When developer Robert DeStefano of the Sturbridge Development Co. sought a rezoning of 70 acres near Crofton to build a combination shopping center and community center, some residents were skeptical.
They asked what would happen if Mr. DeStefano changed his mind about paying for the community center once the rezoning had been approved.
And what would happen if the land was sold and the new owner didn't feel bound by Mr. DeStefano's promise to help the community.
To reassure residents, Mr. DeStefano proposed changing the county zoning law to create a zoning category called a "community service center growth management district."
If the proposal becomes law, a developer will be able to apply for the new zoning classification. The county would appoint a citizens committee to work with the developer to plan the project.
Once approved, the plan could not be changed without the citizen committee's approval -- even if the land was sold.
Mr. DeStefano's proposed development, The Village at Waugh Chapel, would be at Route 3 and Waugh Chapel Road. It would include about 200 apartments for the elderly, a home improvement center, a grocery store, medical offices, stores and restaurants.
It also would feature a 10,000-square-foot community center. Mr. DeStefano has said the retail center would pay for the community center's utilities and other operating costs.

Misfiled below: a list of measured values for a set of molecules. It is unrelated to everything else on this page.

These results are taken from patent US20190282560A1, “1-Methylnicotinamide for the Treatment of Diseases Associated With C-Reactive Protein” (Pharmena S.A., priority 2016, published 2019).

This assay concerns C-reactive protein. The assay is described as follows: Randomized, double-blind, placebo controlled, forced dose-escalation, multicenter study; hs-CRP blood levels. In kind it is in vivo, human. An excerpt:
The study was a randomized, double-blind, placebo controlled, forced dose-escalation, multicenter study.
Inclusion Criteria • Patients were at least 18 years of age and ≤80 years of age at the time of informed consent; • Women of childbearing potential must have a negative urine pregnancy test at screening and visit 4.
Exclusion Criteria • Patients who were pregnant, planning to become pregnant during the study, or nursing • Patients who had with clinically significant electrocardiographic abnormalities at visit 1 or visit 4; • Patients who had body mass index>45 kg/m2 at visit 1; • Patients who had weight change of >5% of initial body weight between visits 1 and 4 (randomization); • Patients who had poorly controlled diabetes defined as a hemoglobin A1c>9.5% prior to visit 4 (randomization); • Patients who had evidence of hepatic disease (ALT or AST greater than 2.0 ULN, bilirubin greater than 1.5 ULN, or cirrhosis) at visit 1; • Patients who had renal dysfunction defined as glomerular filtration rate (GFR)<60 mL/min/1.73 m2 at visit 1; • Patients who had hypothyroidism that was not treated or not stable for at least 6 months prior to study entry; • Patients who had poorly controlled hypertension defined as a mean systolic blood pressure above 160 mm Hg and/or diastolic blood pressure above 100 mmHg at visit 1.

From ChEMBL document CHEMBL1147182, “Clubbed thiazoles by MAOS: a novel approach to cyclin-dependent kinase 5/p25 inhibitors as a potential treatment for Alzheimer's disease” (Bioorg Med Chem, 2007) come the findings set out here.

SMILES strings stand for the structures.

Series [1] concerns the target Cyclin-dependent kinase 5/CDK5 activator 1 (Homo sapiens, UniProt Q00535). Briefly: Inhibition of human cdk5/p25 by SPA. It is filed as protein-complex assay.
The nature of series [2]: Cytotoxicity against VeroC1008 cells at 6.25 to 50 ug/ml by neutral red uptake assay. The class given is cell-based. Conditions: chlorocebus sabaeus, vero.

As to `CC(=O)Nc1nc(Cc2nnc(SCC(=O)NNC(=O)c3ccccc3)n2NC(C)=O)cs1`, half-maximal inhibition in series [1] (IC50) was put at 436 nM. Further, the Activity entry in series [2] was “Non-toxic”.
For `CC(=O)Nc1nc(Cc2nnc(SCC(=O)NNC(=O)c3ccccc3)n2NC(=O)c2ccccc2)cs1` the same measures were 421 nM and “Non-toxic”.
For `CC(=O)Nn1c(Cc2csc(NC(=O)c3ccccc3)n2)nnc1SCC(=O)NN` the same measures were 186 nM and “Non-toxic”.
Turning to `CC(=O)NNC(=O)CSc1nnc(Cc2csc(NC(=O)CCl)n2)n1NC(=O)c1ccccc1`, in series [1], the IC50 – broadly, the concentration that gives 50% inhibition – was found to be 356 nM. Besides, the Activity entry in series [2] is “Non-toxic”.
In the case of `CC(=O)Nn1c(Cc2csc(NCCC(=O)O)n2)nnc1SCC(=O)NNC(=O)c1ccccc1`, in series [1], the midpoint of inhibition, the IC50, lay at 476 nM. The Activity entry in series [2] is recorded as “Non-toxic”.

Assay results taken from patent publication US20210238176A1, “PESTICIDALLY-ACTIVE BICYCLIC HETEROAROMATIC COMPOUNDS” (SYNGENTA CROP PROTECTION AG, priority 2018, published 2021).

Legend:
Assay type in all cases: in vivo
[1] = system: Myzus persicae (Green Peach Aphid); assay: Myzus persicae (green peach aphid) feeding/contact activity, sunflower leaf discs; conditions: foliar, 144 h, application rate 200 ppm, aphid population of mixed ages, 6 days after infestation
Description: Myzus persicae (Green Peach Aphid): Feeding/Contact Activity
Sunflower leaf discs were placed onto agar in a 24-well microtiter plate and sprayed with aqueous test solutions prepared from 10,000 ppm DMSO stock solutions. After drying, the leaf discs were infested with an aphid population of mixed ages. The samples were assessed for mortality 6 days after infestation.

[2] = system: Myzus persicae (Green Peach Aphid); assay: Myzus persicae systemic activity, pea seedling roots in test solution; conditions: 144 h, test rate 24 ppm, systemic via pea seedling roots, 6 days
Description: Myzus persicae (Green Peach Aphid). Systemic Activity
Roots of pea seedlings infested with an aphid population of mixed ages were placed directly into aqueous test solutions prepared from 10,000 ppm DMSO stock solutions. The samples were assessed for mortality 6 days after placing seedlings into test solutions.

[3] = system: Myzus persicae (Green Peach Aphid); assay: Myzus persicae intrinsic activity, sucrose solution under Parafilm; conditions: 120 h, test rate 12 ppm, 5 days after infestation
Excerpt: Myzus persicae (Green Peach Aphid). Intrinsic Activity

Mr. DeStefano said the proposed zoning category would give residents of surrounding communities some say over what sort of development is built in an area.
The proposal includes a provision for a public hearing, he said.
Harry C. Blumenthal, a local zoning lawyer, is drafting the law.
Robert J. Scott, president of the Greater Crofton Council (GCC), said yesterday that the group has not adopted a position on the zoning proposal. He said he personally feels the change would be an improvement over the current law, which gives residents no control over development.
Mr. Scott said he hopes the law is written so that the citizens committee will have real authority, not just an advisory role. He also said the law should provide for some form of public hearing process. Mr. Scott said he hopes the GCC will vote on the proposed law at its Dec. 13 meeting.
Mr. DeStefano said he and his lawyer were rewriting the proposed law to give the citizens committee as much authority as legally possible. By law, he said, the county makes the final decision in zoning cases, and the county cannot relinquish that power to anyone else.
But the law would give the citizens committee legal standing, he said, and that would mean county planners would have to take the committee's opinion into account.
Glenn Akers, president of the Greater Odenton Improvement Association (GOIA), said yesterday that his organization also has not taken a position on the proposed law.
"We'll be looking at it very closely" because it would set a precedent for the county, he said.
Odenton has been fighting unplanned growth for years, he said, and GOIA will want to ensure any new law isn't merely an innovative way to open the door to improperly regulated development.
A revised version of the proposed legislation should be available for community leaders to review within two weeks, said Mr. DeStefano.
He also said he does not know when he will present it to the County Council for consideration. He first wants to win the support of the community associations, he said.